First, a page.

Typically, a “released contractors” clause is built around the premise that the company at the top of the contractual chain indemnifies contractor but does not give any indemnity in respect of its other contractors. However, as those other contractors have entered into contracts with the company which include identical regimes, then if contractor and all the other contractors agree that the indemnity regime they have signed up to with Company also applies to incidents between themselves, an indemnity regime is established.
The issue with such an arrangement, however, is that there is no contractual connection between contractor and any of the other contractors. This means that, should there be an incident and involving any of these parties, there is no direct contract between them which can be pointed to with a view to enforcing.
|From the point at which any Other Contractors enter a contract containing a similar liability and indemnity section as Owners enter into with Charterers under this contract, and for the time those contracts operate, Owners will defend and indemnify the Other Contractors Group from and against all liabilities in respect of personal injury, including death, disease or industrial illness of any member of their Group or any Third Party, and the loss of or damage to any of their Group Property, regardless of the fault or negligence of the other Party Group.|
Some contracts attempt to enhance this regime by incorporating third party rights legislation (for example, the English Contracts (Rights of Third Parties) Act 1999) which alters the concept of privity of contract and allows a third party to a contract to enforce a right in their favour which exists in that contract. However, this relies on such a law being applicable in the relevant jurisdiction, the indemnity provisions being sufficiently similar that the wording of the ‘released contractor’ clause can apply, and the court or tribunal finding that it does apply.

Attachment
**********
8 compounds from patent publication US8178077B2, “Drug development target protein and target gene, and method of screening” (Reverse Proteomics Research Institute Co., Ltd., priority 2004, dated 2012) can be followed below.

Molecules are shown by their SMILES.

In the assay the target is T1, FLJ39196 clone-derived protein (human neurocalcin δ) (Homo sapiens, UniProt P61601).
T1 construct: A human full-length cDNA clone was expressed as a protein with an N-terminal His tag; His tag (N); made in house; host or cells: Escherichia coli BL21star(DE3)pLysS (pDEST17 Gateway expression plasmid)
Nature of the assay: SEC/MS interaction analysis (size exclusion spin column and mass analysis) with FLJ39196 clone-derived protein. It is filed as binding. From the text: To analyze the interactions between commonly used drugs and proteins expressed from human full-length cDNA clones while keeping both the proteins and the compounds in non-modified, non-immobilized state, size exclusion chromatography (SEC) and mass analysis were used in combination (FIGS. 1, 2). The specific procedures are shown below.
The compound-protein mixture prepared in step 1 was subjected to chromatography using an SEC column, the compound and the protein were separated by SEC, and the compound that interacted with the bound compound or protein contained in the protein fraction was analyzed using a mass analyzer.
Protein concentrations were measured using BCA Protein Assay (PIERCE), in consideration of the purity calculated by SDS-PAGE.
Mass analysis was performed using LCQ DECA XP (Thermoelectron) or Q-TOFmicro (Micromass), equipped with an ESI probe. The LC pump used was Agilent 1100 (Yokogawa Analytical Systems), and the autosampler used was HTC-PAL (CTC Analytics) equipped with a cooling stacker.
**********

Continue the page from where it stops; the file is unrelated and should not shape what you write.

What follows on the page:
In short, while it is possible that such clauses could operate effectively, they do not give the contractor (or the insurer) nearly the same level of certainty as a true KFK does.
While MHHs are in some ways similar to ‘released contractor’ clauses, what they offer is more robust and certain. While the company at the top of the chain does not provide an indemnity in respect of their other contractors, they put in place a contractual indemnity annex, to which all other contractors are required to formally sign up. The effect of this is that the clear contractual nexus for enforcement which is missing from a ‘released contractor’ clause is present, providing the desired certainty.
|In order to avoid disputes regarding liability for personal injury, illness or death of personnel or for loss of or damage to property of either party, the Parties agree to enter into the Mutual Hold Harmless and Indemnity Agreement set out in Part H of this contract, between Owners, the Charterers and all Subcontracts and Other Contractors.|
That said, these clauses do come with a downside – the additional administrative burden they create. For MHHs to be effective, each party operating in the project or field has to sign up to them. For a contractor, this means ensuring that a similar annex applies to their subcontracts, and their subcontractors pass it on to their subcontractors, and so on. All these documents then have to (ideally) be collated by the company at the top of the chain, who has to try and ensure that all other parties have signed up to it, too, which is no mean feat in a busy offshore environment.